The purpose of the Patji-Dawes award is to honour outstanding achievements in language teaching by an accomplished practitioner in Australia. It reflects our belief that achieving proficiency in other languages is one of the great learning experiences in the human condition, that this happens all too rarely in contemporary Australian society, and that there is unfilled need for public recognition of those who defy our national mediocrity in this arena.
The teaching may take place in any setting – school, university, private language school, government department, Indigenous community – provided that the learner is led, by the teacher’s inspiration, to a high level of mastery in the chosen language. Nominations are made by someone who has achieved a very high level of fluency in their chosen language and would like to honour their teacher by setting out what it was about their practice which inspired and enabled them to unlock the rewards of learning another language despite all the difficulties involved.
About the name
The name commemorates the teaching-learning partnership which underlay the earliest documented language learning in Australia’s history: that between a young Indigenous woman, Patyegarang (Patye or Patji, pronounced Pat-che), and Lieutenant William Dawes. Their close and humane relationship, resulted not only in an exceptional mastery of the Sydney language by Dawes, but in a relationship of cross-cultural understanding that has been all too rare in Australia’s history.
In 2015, the winner of the Patji-Dawes award was Sarah Payne of Canberra Grammar School.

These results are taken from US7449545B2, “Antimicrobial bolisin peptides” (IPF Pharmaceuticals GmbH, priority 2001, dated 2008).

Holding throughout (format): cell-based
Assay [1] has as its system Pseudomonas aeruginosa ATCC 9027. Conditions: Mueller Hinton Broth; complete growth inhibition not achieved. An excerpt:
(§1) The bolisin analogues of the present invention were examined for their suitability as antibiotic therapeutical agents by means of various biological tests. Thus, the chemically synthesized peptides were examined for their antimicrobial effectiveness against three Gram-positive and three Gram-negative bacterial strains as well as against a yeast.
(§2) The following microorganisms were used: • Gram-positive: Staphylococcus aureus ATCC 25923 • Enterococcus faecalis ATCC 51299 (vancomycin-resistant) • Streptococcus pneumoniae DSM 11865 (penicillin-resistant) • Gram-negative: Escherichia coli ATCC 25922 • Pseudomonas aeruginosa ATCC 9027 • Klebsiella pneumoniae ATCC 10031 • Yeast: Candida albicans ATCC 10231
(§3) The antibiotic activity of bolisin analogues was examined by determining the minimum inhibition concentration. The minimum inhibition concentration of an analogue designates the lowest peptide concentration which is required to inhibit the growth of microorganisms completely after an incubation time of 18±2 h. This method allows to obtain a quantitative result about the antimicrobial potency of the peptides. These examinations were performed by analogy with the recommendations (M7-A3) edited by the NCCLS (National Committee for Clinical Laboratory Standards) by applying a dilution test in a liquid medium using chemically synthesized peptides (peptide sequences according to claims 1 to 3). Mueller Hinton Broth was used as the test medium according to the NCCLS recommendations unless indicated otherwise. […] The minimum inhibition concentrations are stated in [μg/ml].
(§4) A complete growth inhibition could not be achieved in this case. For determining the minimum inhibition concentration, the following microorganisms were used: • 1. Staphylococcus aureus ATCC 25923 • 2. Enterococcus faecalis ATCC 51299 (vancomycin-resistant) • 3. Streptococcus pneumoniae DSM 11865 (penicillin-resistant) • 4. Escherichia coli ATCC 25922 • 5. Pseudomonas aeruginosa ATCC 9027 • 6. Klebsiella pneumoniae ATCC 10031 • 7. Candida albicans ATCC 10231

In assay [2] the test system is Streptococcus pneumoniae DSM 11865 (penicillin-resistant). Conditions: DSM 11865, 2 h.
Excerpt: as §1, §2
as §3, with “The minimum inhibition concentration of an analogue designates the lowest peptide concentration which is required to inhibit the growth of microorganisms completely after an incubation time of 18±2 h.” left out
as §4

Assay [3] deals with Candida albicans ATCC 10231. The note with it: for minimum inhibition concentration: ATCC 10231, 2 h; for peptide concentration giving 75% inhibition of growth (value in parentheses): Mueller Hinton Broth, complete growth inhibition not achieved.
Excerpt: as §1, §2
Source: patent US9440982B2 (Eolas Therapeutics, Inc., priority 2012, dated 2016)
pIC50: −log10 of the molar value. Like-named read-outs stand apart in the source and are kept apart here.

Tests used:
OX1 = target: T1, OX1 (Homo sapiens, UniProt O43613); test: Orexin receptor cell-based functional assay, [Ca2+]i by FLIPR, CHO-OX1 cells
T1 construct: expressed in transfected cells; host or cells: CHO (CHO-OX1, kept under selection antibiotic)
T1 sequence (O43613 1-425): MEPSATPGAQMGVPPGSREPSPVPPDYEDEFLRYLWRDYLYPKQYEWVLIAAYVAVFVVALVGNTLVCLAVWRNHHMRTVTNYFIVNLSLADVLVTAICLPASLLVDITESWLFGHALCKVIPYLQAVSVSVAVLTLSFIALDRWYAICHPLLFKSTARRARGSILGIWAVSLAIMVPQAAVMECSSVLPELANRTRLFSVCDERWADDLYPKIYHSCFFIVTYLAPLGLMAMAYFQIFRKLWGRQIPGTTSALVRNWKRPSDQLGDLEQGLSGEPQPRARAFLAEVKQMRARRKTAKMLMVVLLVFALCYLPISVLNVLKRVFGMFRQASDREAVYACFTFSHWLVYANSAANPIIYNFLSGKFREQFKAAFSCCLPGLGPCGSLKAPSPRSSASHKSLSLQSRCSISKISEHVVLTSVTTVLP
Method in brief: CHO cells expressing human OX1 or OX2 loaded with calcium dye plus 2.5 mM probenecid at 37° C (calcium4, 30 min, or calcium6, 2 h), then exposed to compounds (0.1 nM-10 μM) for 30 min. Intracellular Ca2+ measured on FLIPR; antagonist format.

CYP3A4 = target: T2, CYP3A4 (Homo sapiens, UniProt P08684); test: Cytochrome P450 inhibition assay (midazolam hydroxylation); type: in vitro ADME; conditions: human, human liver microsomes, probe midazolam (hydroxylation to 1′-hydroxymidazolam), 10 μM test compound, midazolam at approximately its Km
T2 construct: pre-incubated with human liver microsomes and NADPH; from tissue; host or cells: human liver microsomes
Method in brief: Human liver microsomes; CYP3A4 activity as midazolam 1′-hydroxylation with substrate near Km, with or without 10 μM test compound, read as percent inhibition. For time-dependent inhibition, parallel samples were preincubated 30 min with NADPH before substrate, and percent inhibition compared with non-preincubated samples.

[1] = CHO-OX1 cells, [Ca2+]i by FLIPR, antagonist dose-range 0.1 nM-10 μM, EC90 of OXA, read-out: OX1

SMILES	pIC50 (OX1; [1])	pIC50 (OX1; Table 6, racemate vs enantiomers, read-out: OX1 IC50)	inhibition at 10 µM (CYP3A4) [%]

Nomination Procedure for 2016/2017
Nominations consist of three parts:
(a) completion of a form requesting basic details including name, address and position/professional details of the nominee and the nominator (the nominee must be an Australian citizen);
(b) a short account by the nominator (at most one page, plus supporting documentary evidence where useful) demonstrating that they have accomplished a high level of competence in the relevant language;
(c) a short account by the nominator (up to two pages) of what made the teacher so inspiring and effective in helping them to learn the designated language.
The Jury is made up of outstanding practitioners in the field of language teaching, learning and language study, with rolling membership from year to year. In 2016/2017, judges will include Anne-Marie Morgan (President of the Australian Federation of Modern Language Teachers Associations), Lia Tedesco (Principal of the School of Languages), Jean Fornasiero (President of the Languages and Cultures Network for Australian Universities), Sarah Payne (inaugural winner of the Patji-Dawes), Professor Lesley Harbon (Head of School, International Studies, UTS), and Professor Michael Christie (Northern Institute, Charles Darwin University).
Award and Award Ceremony
The award will include a certificate, small cash prize plus an airfare and accommodation for both the prizewinner and their nominator to attend the award ceremony, to be held during the AFMLTA Conference, 6-8 July 2017, Gold Coast.
Since a major goal of the award is to further public awareness of what makes for inspiring and effective language teaching and learning, both the nominee (the teacher) and the nominator (the pupil) will be asked to make a short address (5 minutes) talking about (for the teacher) their philosophy and practice of language teaching, and their love of the relevant language, and (for the pupil) what was most effective for them in how their teacher imparted the language and its culture, and what they have gained from learning it.
Recordings and/or transcripts of these two addresses will be placed online on a special page of CoEDL’s website, to form an evolving portfolio of success stories in language teaching and learning.
Deadline for submission of nominations: 17 March 2017
Award announced: 8 May 2017
Award conferred: 6-8 July 2017
The Patji-Dawes award is an initiative of the ARC Centre of Excellence for the Dynamics of Language through its Communications and Outreach Program, which includes a commitment to improving levels of multilingualism and mastery of other languages in Australia through understanding and public debate on how we learn (and teach) second and other languages most effectively. We appreciate the ongoing support of the AFMLTA and LCNAU.